Battle against Islamic State expands as Egypt bombs Libyan affiliate

Egypt's airstrikes came in response to the mass beheadings of 21 Egyptian Christians by IS militants in Libya. The Libyan government has called for the US-led coalition in Syria and Iraq to turn its attentions to Libya.

Hassan Ammar/AP
A man is comforted by others as he mourns over Egyptian Coptic Christians who were captured in Libya and killed by militants affiliated with the Islamic State group, in the village of el-Aour, near Minya, 220 kilometers (135 miles) south of Cairo, Egypt, Monday, Feb. 16, 2015. Egyptian warplanes struck Islamic State targets in Libya on Monday in swift retribution for the extremists' beheading of a group of Egyptian Christian hostages on a beach, shown in a grisly online video released hours earlier.

Egypt claims to have launched airstrikes against Islamic State targets in Libya, in retaliation for the gruesome execution of 21 Egyptian Christians shown in a video released Sunday. The mass murder threatens to open a new front in the greater battle against the self-declared Islamic State, potentially drawing Western powers once more into military intervention in Libya.

Egyptian state television declared that government warplanes struck targets in the eastern Libyan city of Darna, a militant stronghold on the coast about 150 miles from the Egyptian border. The BBC reports that the strikes, made in coordination with the military of the recognized Libyan government based in Tobruk, targeted "camps, training sites and weapons storage areas" of the IS affiliate in Libya. According to a Libyan air-force commander, 40 to 50 militants were killed in the strike, Reuters reports.

The Associated Press reports that a second airstrike is underway.

The strikes were made in response to an IS video released Sunday showing the execution of 21 Egyptians, all Coptic Christians, at the hands of masked IS supporters. The Christian Science Monitor's Dan Murphy writes that the video, shot in IS signature style, shows that the group's Libyan branch has "the numbers, the wherewithal, and the operational security to hold 21 captives for weeks and then carry out a highly-produced murder show in a beach without fear of intervention from Egypt or anyone else."

But Mr. Murphy also notes that Egypt's ability to respond is limited.

[Egypt's] military is mostly trained for domestic control and running the expansive business empires of its senior officers. What Egypt will actually be able to do about the group in Libya - rather than its hundreds of followers in the Egyptian Sinai peninsula - remains to be seen.

However, the days of ignoring IS in Libya will be over. Unlike in Iraq, where there's a central government to work with, or in Syria, where there's both a strong national army and outside support for Bashar al-Assad's side of the fight against Syria, Libya barely has any functioning institutions anymore. The country could prove richer pickings for the group long term - than its two current struggles to the east.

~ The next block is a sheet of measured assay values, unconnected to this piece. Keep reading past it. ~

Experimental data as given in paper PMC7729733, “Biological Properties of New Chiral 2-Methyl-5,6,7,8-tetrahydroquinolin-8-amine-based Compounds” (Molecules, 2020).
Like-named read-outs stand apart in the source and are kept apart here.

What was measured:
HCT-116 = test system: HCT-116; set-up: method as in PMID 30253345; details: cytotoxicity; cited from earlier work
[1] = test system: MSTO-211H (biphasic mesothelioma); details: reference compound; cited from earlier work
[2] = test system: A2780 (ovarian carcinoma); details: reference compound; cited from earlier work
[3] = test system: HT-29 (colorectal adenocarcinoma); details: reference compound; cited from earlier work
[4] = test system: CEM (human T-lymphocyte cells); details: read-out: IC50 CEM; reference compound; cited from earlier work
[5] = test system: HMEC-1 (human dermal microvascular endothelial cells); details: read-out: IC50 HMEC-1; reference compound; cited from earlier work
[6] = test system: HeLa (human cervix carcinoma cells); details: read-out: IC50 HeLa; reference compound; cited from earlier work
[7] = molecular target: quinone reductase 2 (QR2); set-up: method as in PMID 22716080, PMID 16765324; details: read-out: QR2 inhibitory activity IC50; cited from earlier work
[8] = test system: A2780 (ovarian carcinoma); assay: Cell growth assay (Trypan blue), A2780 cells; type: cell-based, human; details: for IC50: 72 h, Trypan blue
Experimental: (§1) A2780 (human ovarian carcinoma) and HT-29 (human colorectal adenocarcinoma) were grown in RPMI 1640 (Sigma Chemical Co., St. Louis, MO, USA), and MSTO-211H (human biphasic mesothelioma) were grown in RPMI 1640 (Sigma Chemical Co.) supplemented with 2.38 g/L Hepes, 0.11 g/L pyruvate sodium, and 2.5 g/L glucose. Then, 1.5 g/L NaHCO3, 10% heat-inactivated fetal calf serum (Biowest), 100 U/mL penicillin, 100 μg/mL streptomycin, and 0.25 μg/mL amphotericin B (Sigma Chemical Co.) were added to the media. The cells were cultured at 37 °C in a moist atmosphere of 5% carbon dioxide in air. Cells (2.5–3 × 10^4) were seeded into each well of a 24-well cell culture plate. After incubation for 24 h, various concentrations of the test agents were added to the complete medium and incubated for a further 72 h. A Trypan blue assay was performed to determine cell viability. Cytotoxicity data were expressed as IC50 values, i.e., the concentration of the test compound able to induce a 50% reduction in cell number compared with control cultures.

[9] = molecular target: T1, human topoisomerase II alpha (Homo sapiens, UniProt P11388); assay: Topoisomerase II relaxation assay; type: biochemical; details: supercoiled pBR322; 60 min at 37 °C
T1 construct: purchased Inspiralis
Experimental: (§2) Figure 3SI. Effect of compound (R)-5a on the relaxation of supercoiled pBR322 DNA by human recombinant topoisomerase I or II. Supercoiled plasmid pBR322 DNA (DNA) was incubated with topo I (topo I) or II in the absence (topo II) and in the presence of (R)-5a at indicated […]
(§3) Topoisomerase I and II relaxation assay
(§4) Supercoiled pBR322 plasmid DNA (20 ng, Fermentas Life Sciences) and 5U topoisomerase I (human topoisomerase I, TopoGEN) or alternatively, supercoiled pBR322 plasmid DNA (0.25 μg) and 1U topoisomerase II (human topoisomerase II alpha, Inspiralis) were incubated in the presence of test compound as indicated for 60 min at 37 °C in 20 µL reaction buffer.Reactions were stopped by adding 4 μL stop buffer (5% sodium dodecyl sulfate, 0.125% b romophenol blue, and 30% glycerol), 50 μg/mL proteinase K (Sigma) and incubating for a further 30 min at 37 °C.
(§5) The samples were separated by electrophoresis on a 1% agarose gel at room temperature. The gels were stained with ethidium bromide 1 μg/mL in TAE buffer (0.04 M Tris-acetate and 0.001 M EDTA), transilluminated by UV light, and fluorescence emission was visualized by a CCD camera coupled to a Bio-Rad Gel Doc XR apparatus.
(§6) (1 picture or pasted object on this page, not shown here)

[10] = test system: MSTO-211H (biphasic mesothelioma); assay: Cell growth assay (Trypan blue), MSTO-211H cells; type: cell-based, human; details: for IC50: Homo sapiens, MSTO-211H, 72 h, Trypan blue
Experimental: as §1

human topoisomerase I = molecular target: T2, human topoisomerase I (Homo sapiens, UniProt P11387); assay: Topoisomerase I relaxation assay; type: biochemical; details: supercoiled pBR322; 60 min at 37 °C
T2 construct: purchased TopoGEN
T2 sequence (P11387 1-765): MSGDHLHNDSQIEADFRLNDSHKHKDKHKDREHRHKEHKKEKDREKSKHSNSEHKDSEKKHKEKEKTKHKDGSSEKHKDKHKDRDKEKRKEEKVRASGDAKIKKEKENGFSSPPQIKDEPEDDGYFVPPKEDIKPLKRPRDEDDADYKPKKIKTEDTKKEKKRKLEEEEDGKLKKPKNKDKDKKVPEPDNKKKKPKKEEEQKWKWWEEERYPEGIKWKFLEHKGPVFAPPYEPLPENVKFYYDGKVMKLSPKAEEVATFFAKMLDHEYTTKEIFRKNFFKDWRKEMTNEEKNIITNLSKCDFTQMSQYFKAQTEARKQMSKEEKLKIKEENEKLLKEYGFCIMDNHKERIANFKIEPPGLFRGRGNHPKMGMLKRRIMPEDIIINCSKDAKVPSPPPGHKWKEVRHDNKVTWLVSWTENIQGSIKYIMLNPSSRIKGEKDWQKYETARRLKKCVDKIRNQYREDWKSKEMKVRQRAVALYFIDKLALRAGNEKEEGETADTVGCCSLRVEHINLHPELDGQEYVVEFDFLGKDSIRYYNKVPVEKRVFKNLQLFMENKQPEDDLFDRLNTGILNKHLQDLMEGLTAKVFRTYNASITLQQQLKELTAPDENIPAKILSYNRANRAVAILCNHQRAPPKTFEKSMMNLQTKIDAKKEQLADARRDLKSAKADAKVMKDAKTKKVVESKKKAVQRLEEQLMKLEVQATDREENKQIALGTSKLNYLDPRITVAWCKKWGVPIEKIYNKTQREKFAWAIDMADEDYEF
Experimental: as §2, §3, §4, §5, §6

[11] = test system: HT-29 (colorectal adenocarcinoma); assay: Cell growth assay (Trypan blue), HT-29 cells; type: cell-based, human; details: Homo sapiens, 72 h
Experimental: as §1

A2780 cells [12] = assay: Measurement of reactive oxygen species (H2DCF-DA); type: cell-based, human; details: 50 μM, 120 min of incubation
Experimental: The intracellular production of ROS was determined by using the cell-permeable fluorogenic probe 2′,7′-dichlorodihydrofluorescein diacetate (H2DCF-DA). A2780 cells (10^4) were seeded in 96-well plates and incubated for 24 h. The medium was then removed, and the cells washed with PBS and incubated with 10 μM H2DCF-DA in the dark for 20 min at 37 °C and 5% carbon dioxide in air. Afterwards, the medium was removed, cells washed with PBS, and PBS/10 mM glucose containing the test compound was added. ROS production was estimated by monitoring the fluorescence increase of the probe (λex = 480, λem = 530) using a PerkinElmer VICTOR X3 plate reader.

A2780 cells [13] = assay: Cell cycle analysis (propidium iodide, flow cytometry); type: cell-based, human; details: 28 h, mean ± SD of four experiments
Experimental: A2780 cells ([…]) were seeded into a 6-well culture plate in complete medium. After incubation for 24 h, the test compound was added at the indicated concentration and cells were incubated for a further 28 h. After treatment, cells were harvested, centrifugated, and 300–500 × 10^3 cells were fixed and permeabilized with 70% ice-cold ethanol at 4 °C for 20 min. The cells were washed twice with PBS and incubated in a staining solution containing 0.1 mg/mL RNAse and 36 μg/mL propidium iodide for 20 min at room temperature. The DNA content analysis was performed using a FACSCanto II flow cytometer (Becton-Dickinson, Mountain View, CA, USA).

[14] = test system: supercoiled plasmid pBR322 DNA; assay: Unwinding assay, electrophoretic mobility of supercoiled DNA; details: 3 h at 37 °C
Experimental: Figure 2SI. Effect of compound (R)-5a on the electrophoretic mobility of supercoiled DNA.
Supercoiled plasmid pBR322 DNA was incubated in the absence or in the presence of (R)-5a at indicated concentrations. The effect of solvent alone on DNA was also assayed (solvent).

Already the recognized Libyan government in Tobruk has called for the US-led coalition attacking IS forces in Syria and Iraq to turn its attentions to Libya. Libyan Prime Minister Abdullah al-Thinni, speaking to Reuters, asked for Western military intervention against IS and Al Qaeda members he says are present in his country.

We have absolutely confirmed information that al Qaeda and IS are in Tripoli and....near Ben Jawad," he said, referring to a central town controlled by a faction that supports a rival government.

"I ask world powers stand by Libya and launch military strikes against these groups," he said. "This threat will move to European countries, especially Italy."

Reuters notes that the Islamist rival government in Tripoli, a group called Libyan Dawn, says it has no affiliation with either IS or Al Qaeda. The New York Times adds that at least three groups among the multitude fighting in Libya's civil war have declared loyalty to IS, "one in each of the country’s component regions: Barqa in the east, Fezzan in the desert south, and Tripolitania in the west, around the capital."

The Islamic State’s self-proclaimed provinces have compounded Libya’s instability by introducing the prospect of Islamist-against-Islamist violence between those who support and those who oppose the group. But Tripolitania has leapt to the fore as the province that most clearly threatens Westerners and Western interests.

Last month, fighters under the group’s banner claimed responsibility for a brazen attack on a luxury hotel in the capital, Tripoli, that is a hub for visiting Westerners and leaders of the Islamist-backed provisional government.

In a commentary published in the Daily Telegraph, Shashank Joshi warns that "it’s important to separate [the IS] role in Libya from the broader civil war there. Not every Libyan opposition faction is jihadist, and acting as if it were, by taking firm sides, is a recipe for disaster." 

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